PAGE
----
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  13. Becca says:

    It’s definitely about as tasteful as a swastika. I do know particular individuals who use both decorations and who were not particularly racist… but it still makes me wince. Particularly the ones on the back of pickup trucks (for the record, I am not of the opinion any flag belongs on the back of a truck).
    It’s interesting you think of Kentucky as leaning pro-Union; one of the things that really struck me as odd (despite *knowing*, intellectually, what Gettysburg meant) was passing the Mason-Dixon line in southern Pa on the way to Maryland. It makes me wonder if perhaps although we speak of “the north” and “the south”, the alliances truly weren’t solid blocks of geographically continguious like-minded people, particularly in these parts.
    I think framing the civil war as “entirely about the expansion of slavery” isn’t quite as awful as saying WWI was “entirely about the assassination of Archduke Ferdinand”… but it’s not really accurate either. It’s a lie-to-children. I agree that the “states rights” argument has a definite slimy after-the-fact rationalization feel, but I cannot tell whether I would think differently if the people putting forth that argument didn’t strike me as having a vested interest in rationalizing slavery along with the rest of it.

  14. Alex says:

    That is nothing but a lie. Literally single digits of the Southern population owned slaves. Slavery hurt the overwhelming majority of white and free black Southerners. It cost them jobs, thus money, which totally undermined their financial quality of life. Of course that can carry right over to physical quality as well. For example, you have a bad crop and can not pay all your bills/taxes so you lose your family farm. Now you’re homeless in an age where there was no Red Cross, Salvation Army etc to help.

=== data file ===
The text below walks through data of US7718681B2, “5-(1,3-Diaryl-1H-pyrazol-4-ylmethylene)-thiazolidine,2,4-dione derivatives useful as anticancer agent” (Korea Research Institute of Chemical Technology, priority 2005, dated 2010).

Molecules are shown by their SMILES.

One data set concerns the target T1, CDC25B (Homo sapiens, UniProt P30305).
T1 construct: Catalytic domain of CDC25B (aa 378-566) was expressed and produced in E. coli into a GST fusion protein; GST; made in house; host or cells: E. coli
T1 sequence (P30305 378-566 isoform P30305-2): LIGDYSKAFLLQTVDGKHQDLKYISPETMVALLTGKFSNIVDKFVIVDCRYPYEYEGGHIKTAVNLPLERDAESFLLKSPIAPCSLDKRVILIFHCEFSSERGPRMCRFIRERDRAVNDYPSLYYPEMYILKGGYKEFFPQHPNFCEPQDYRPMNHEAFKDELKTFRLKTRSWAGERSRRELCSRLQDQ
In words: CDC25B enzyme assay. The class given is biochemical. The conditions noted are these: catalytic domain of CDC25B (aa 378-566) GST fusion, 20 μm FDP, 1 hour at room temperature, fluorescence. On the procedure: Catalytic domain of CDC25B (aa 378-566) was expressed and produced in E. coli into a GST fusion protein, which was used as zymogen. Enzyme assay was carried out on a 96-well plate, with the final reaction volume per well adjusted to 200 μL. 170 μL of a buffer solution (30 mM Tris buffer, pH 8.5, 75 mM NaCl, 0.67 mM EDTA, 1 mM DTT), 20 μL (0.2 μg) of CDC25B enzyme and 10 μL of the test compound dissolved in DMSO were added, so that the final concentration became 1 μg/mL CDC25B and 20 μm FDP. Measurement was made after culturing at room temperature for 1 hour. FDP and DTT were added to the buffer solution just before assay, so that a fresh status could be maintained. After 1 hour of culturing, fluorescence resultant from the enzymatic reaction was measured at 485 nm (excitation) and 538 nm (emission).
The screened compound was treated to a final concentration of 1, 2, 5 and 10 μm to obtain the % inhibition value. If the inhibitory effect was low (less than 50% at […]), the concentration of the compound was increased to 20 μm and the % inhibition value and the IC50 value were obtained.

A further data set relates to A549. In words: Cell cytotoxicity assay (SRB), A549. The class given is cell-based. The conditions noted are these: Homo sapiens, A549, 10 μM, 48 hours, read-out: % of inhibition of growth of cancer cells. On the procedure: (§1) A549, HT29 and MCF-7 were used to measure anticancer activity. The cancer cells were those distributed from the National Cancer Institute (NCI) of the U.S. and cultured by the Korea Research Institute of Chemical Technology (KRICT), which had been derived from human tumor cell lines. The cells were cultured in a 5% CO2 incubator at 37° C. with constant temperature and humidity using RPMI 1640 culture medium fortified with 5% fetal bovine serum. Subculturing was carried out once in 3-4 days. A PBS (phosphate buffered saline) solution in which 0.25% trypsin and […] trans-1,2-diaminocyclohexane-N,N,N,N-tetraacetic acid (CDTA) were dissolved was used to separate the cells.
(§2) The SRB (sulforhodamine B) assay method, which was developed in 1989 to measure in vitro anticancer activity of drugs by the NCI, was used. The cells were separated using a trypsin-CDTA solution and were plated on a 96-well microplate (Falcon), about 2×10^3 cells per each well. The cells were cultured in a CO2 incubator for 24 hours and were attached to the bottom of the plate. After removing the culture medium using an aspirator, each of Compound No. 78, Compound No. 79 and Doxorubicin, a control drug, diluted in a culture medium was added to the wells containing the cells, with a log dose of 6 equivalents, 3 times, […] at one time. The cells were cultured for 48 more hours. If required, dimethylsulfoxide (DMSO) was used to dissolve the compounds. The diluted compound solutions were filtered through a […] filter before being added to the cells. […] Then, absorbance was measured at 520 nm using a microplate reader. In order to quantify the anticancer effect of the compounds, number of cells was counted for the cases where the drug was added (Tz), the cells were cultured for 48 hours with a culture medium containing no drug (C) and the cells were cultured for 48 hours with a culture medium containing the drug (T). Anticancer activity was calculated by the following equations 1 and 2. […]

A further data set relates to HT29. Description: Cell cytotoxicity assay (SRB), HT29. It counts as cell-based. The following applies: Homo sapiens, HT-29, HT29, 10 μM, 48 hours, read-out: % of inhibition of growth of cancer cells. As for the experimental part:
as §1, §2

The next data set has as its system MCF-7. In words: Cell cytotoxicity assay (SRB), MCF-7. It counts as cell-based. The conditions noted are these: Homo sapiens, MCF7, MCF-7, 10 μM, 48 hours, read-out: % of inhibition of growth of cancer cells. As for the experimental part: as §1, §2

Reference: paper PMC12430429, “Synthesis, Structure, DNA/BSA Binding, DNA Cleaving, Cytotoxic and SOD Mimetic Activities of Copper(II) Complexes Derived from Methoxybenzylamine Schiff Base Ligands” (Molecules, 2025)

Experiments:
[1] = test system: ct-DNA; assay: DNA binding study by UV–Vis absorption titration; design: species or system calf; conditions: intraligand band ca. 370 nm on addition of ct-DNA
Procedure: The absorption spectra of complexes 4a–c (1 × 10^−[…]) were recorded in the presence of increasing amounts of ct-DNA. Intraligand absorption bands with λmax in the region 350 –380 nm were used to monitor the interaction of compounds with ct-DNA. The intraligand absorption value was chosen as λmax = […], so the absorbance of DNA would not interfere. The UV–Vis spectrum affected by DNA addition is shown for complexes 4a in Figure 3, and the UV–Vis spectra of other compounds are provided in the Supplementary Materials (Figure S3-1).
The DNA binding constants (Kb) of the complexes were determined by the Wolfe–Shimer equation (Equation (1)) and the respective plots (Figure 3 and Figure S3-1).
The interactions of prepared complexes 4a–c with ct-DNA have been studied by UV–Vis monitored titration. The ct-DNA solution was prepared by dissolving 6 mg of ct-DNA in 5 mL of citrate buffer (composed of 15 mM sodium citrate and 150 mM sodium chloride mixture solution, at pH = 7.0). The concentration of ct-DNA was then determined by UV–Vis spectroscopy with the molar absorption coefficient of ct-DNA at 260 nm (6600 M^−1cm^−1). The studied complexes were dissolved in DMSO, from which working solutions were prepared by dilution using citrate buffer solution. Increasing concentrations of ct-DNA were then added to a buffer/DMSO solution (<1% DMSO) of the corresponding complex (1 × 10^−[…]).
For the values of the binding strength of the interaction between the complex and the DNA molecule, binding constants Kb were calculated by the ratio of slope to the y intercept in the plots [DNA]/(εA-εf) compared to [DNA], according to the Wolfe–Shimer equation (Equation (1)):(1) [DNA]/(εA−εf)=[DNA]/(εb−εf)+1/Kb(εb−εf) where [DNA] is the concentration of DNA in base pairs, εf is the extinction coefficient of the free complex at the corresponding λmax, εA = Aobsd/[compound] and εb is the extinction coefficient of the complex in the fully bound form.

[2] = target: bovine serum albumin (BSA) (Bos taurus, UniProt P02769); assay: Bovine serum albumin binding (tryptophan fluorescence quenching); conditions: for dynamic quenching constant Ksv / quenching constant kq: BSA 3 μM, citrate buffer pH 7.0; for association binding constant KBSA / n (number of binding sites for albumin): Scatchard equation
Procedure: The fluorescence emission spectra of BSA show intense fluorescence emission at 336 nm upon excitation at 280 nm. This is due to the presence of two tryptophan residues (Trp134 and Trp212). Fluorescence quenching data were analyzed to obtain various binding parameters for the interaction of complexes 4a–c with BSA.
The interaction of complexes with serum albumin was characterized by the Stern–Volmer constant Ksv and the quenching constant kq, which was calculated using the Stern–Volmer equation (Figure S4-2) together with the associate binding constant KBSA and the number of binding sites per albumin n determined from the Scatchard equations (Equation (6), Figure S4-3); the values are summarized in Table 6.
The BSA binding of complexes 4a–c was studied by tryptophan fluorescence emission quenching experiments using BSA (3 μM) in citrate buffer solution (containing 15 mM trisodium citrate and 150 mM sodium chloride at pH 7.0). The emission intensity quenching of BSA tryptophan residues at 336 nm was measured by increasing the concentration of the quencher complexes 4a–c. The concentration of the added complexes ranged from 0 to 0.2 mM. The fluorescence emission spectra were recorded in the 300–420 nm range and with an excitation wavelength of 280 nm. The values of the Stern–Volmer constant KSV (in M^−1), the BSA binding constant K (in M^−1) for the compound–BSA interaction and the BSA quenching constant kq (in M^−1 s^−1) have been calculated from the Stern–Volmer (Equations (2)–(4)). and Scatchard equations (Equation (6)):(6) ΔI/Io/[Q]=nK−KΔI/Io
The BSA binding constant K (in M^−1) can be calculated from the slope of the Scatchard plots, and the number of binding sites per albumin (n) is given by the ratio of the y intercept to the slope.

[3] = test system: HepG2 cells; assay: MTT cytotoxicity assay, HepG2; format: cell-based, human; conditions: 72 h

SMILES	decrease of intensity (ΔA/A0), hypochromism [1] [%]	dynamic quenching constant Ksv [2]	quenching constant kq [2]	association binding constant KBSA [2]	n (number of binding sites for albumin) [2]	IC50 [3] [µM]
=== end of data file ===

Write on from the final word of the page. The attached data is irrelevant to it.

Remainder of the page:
Then there is the real fact that slavery was going no where. Abe Lincoln said so in his first inaugural speech. In fact it gets far more sinister than that. In his first inaugural speech he openly gave his -okay- for a 13th amendment (which passed Congress two days earlier) to become “irrevocable”…what did this amendment intend to do? Well, it simply was to protect slavery and most of all its right to expand for all time to come. God, I am sick after reading this history revisionism about freeing slaves and that all Southerners had them etc. It is all lies and myths aimed only to make the United State’s actions of brutally invading the Confederacy and committing horrific acts against civilians ‘legitimate’
    If it was about freeing slaves why did Lincoln call the Emancipation Proclamation a mere “war measure”? Why did it not even cover the whole Confederacy? Yes, it specifically exempted large areas in Virginia and the whole State of Tennessee. Why did it not take effect until halfway through the war? Why didn’t the 13th amendment destroying slavery become Constitutional Law until half a year after the wars end?! Why was it not even -in the works- until almost wars end? Hardly a war to end slavery.

  15. steve jungers says:

    Innocent human beings actually see the swastika spinning clockwise in the center of their field of vision 24/7 everyday of their lives. Molest that. The swastika is the original symbol of a higher intelligence. Just look what we have done to it. Just look how we have hated it. Hitler was probably the biggest jerk that ever lived. Thanks to Hitler, a very dumbed down humanity now views the swastika as trash. That feeling of despair that we all have is a result of this root human misunderstanding. I have seen the swastika since 1989, spinning away everyday in the center of my field of vision. My soul is so damaged by the common misunderstandings of this subject that I must consider myself to be of no consequence. If people only knew. The Hopi Indians seem to have known….